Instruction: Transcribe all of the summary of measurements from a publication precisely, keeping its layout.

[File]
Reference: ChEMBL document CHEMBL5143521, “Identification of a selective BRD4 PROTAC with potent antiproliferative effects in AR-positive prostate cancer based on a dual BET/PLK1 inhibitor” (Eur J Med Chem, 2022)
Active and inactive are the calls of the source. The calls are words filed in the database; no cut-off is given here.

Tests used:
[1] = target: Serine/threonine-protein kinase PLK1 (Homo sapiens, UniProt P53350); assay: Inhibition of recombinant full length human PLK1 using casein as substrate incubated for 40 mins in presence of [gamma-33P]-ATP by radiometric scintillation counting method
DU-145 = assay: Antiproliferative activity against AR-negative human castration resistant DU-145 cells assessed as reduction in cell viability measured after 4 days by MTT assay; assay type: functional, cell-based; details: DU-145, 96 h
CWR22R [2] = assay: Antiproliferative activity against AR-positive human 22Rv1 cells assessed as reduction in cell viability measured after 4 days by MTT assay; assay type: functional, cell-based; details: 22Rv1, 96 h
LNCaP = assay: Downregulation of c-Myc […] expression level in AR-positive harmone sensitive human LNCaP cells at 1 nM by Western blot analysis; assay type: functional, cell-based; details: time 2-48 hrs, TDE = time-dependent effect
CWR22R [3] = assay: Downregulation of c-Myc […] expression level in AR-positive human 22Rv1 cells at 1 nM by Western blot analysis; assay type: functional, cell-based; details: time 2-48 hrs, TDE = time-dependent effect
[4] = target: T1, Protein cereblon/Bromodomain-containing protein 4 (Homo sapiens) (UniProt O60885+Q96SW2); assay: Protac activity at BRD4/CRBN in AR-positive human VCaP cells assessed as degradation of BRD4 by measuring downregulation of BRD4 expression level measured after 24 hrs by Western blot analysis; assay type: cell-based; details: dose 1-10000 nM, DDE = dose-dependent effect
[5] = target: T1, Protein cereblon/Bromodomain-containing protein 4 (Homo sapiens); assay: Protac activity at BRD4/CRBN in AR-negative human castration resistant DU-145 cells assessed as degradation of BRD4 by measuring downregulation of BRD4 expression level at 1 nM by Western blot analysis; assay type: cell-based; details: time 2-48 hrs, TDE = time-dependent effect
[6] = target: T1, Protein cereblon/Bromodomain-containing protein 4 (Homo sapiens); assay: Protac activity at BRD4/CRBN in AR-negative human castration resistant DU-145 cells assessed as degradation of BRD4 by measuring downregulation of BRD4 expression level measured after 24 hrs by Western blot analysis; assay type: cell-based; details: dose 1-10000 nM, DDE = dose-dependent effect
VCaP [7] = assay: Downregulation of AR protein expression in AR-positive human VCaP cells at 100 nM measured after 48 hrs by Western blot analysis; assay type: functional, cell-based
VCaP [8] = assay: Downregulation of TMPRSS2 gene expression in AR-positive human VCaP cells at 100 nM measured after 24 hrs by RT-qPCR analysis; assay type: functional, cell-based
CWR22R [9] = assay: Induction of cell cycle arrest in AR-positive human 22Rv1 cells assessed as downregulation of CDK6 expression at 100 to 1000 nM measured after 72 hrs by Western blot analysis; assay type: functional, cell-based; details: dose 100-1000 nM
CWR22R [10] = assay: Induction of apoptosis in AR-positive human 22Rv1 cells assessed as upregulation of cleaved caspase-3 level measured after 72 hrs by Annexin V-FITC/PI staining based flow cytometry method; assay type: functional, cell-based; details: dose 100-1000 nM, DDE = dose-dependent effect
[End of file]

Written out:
Reference: ChEMBL document CHEMBL5143521, “Identification of a selective BRD4 PROTAC with potent antiproliferative effects in AR-positive prostate cancer based on a dual BET/PLK1 inhibitor” (Eur J Med Chem, 2022)
Active and inactive are the calls of the source. The calls are words filed in the database; no cut-off is given here.

Tests used:
[1] = target: Serine/threonine-protein kinase PLK1 (Homo sapiens, UniProt P53350); assay: Inhibition of recombinant full length human PLK1 using casein as substrate incubated for 40 mins in presence of [gamma-33P]-ATP by radiometric scintillation counting method
DU-145 = assay: Antiproliferative activity against AR-negative human castration resistant DU-145 cells assessed as reduction in cell viability measured after 4 days by MTT assay; assay type: functional, cell-based; details: DU-145, 96 h
CWR22R [2] = assay: Antiproliferative activity against AR-positive human 22Rv1 cells assessed as reduction in cell viability measured after 4 days by MTT assay; assay type: functional, cell-based; details: 22Rv1, 96 h
LNCaP = assay: Downregulation of c-Myc […] expression level in AR-positive harmone sensitive human LNCaP cells at 1 nM by Western blot analysis; assay type: functional, cell-based; details: time 2-48 hrs, TDE = time-dependent effect
CWR22R [3] = assay: Downregulation of c-Myc […] expression level in AR-positive human 22Rv1 cells at 1 nM by Western blot analysis; assay type: functional, cell-based; details: time 2-48 hrs, TDE = time-dependent effect
[4] = target: T1, Protein cereblon/Bromodomain-containing protein 4 (Homo sapiens) (UniProt O60885+Q96SW2); assay: Protac activity at BRD4/CRBN in AR-positive human VCaP cells assessed as degradation of BRD4 by measuring downregulation of BRD4 expression level measured after 24 hrs by Western blot analysis; assay type: cell-based; details: dose 1-10000 nM, DDE = dose-dependent effect
[5] = target: T1, Protein cereblon/Bromodomain-containing protein 4 (Homo sapiens); assay: Protac activity at BRD4/CRBN in AR-negative human castration resistant DU-145 cells assessed as degradation of BRD4 by measuring downregulation of BRD4 expression level at 1 nM by Western blot analysis; assay type: cell-based; details: time 2-48 hrs, TDE = time-dependent effect
[6] = target: T1, Protein cereblon/Bromodomain-containing protein 4 (Homo sapiens); assay: Protac activity at BRD4/CRBN in AR-negative human castration resistant DU-145 cells assessed as degradation of BRD4 by measuring downregulation of BRD4 expression level measured after 24 hrs by Western blot analysis; assay type: cell-based; details: dose 1-10000 nM, DDE = dose-dependent effect
VCaP [7] = assay: Downregulation of AR protein expression in AR-positive human VCaP cells at 100 nM measured after 48 hrs by Western blot analysis; assay type: functional, cell-based
VCaP [8] = assay: Downregulation of TMPRSS2 gene expression in AR-positive human VCaP cells at 100 nM measured after 24 hrs by RT-qPCR analysis; assay type: functional, cell-based
CWR22R [9] = assay: Induction of cell cycle arrest in AR-positive human 22Rv1 cells assessed as downregulation of CDK6 expression at 100 to 1000 nM measured after 72 hrs by Western blot analysis; assay type: functional, cell-based; details: dose 100-1000 nM
CWR22R [10] = assay: Induction of apoptosis in AR-positive human 22Rv1 cells assessed as upregulation of cleaved caspase-3 level measured after 72 hrs by Annexin V-FITC/PI staining based flow cytometry method; assay type: functional, cell-based; details: dose 100-1000 nM, DDE = dose-dependent effect